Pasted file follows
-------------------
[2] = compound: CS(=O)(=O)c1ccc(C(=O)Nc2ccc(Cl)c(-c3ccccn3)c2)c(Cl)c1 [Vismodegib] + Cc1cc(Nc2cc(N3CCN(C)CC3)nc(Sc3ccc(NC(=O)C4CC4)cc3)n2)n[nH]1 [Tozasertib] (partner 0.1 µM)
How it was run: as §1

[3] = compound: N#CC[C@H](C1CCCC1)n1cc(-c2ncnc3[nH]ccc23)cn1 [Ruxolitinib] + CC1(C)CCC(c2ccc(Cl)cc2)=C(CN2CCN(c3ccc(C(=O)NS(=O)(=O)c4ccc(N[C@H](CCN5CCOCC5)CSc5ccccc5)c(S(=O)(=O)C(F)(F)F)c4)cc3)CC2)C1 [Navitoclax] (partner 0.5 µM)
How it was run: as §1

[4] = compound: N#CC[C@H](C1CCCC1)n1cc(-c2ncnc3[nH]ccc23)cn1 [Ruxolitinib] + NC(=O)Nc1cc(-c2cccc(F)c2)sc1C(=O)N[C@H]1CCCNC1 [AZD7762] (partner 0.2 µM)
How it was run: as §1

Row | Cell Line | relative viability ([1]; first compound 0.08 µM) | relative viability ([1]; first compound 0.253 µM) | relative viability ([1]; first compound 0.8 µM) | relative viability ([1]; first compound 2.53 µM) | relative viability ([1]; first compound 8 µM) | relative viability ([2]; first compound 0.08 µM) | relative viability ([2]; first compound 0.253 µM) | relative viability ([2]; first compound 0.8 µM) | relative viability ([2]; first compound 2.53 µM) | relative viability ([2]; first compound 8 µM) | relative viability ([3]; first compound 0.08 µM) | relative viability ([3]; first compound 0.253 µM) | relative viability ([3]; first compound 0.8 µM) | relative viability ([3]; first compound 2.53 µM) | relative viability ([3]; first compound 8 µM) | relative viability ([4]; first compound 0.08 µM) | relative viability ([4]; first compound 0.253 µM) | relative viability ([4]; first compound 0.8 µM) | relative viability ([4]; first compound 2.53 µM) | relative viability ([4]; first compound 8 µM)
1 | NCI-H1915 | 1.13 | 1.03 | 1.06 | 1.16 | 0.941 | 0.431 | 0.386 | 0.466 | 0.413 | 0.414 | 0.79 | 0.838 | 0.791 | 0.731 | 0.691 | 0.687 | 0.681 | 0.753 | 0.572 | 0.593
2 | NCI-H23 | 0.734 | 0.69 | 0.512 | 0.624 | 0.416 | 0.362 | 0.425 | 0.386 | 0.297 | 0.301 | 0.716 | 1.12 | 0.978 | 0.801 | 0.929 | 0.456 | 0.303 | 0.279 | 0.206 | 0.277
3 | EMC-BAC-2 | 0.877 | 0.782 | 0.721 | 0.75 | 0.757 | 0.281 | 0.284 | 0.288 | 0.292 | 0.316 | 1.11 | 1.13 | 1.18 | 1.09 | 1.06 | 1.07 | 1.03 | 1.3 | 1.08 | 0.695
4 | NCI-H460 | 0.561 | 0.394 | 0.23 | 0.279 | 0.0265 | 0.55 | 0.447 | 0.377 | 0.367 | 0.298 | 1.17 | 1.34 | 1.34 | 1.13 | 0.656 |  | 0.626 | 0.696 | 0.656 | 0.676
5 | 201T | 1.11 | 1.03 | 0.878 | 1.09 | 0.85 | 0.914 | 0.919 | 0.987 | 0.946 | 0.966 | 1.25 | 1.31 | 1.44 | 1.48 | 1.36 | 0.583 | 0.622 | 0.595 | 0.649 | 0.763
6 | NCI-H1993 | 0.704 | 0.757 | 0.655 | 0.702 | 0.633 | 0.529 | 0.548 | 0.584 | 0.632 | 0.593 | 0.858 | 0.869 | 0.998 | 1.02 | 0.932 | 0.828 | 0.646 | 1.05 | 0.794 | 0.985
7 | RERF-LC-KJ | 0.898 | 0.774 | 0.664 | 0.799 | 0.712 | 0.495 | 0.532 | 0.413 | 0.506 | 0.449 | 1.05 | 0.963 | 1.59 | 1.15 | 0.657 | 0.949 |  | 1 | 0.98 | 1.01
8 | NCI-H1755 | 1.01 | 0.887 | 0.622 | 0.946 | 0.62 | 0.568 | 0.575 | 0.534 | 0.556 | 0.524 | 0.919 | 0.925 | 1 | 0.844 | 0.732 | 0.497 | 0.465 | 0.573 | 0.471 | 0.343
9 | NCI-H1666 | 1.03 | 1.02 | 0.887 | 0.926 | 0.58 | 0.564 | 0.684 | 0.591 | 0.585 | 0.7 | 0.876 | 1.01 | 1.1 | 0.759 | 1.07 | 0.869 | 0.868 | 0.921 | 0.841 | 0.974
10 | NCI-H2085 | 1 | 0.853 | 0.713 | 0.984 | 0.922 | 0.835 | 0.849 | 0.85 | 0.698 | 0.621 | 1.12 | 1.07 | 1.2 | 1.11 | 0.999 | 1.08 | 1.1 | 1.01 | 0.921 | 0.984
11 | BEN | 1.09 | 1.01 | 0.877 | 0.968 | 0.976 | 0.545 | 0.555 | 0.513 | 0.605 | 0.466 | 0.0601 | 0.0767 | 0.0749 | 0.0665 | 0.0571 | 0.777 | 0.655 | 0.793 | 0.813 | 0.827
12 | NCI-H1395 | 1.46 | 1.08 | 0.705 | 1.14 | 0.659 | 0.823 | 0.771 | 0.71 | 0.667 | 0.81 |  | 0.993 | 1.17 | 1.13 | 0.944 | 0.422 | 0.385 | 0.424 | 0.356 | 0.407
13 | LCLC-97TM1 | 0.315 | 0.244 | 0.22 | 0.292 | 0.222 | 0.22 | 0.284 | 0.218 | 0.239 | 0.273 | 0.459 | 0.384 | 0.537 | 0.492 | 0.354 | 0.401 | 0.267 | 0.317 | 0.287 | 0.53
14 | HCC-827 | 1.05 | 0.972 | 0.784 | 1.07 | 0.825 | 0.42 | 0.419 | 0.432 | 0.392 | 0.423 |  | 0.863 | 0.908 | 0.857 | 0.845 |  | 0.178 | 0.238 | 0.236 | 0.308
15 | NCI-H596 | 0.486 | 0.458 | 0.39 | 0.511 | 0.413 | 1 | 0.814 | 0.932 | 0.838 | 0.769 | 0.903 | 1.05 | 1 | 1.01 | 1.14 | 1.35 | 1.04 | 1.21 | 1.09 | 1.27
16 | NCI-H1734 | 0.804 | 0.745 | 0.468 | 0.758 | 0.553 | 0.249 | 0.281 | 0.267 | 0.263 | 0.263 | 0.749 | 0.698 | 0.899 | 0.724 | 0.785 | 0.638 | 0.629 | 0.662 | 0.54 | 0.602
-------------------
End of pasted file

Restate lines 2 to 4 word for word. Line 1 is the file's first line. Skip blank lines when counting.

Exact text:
How it was run: as §1

[3] = compound: N#CC[C@H](C1CCCC1)n1cc(-c2ncnc3[nH]ccc23)cn1 [Ruxolitinib] + CC1(C)CCC(c2ccc(Cl)cc2)=C(CN2CCN(c3ccc(C(=O)NS(=O)(=O)c4ccc(N[C@H](CCN5CCOCC5)CSc5ccccc5)c(S(=O)(=O)C(F)(F)F)c4)cc3)CC2)C1 [Navitoclax] (partner 0.5 µM)
How it was run: as §1